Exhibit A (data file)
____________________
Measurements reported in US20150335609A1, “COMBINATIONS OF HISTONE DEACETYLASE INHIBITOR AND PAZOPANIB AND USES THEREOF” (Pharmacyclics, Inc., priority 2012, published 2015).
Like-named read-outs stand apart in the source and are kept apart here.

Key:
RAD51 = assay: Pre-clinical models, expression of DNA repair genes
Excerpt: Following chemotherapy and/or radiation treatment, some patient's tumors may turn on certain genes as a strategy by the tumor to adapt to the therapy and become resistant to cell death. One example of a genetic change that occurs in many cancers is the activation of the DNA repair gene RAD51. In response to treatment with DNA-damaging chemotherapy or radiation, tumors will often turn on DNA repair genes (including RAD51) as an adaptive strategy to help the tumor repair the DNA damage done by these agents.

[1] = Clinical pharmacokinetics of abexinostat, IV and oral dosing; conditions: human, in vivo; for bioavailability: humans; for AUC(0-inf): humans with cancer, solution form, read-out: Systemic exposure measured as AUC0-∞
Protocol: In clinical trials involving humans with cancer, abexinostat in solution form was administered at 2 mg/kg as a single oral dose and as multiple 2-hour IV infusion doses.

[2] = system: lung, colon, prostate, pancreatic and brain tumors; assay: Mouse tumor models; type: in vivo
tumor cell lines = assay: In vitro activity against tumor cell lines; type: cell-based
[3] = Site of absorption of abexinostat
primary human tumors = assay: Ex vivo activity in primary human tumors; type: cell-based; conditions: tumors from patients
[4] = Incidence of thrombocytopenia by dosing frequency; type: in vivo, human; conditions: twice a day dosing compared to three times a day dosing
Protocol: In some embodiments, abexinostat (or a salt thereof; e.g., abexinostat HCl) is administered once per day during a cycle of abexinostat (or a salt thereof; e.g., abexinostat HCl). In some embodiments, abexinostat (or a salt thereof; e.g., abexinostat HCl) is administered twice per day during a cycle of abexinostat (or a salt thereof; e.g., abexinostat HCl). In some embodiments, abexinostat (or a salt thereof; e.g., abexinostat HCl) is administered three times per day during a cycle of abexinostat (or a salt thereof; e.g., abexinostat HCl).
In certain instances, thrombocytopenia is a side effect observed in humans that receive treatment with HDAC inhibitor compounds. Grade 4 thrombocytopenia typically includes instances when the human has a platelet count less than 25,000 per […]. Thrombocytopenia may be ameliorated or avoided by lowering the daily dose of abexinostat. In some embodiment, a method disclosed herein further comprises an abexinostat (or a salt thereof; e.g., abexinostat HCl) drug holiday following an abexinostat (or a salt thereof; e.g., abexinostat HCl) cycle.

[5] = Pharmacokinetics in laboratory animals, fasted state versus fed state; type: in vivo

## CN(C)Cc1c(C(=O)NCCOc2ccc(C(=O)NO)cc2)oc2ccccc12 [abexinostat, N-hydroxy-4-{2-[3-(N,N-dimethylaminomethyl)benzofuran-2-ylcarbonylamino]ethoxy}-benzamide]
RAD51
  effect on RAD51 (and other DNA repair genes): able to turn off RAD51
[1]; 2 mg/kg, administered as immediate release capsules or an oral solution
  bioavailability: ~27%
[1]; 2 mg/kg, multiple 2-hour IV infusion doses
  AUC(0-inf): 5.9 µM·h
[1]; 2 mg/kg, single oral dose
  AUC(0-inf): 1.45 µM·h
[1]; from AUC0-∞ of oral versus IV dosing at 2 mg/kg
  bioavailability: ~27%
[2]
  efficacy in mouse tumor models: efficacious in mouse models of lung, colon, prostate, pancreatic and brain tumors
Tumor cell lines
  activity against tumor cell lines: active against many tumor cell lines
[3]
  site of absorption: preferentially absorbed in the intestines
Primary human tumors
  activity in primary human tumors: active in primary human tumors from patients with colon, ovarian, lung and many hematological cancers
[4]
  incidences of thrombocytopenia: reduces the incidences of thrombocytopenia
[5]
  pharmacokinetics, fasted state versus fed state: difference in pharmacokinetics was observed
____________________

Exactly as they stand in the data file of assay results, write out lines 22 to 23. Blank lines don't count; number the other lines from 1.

  AUC(0-inf): 5.9 µM·h
[1]; 2 mg/kg, single oral dose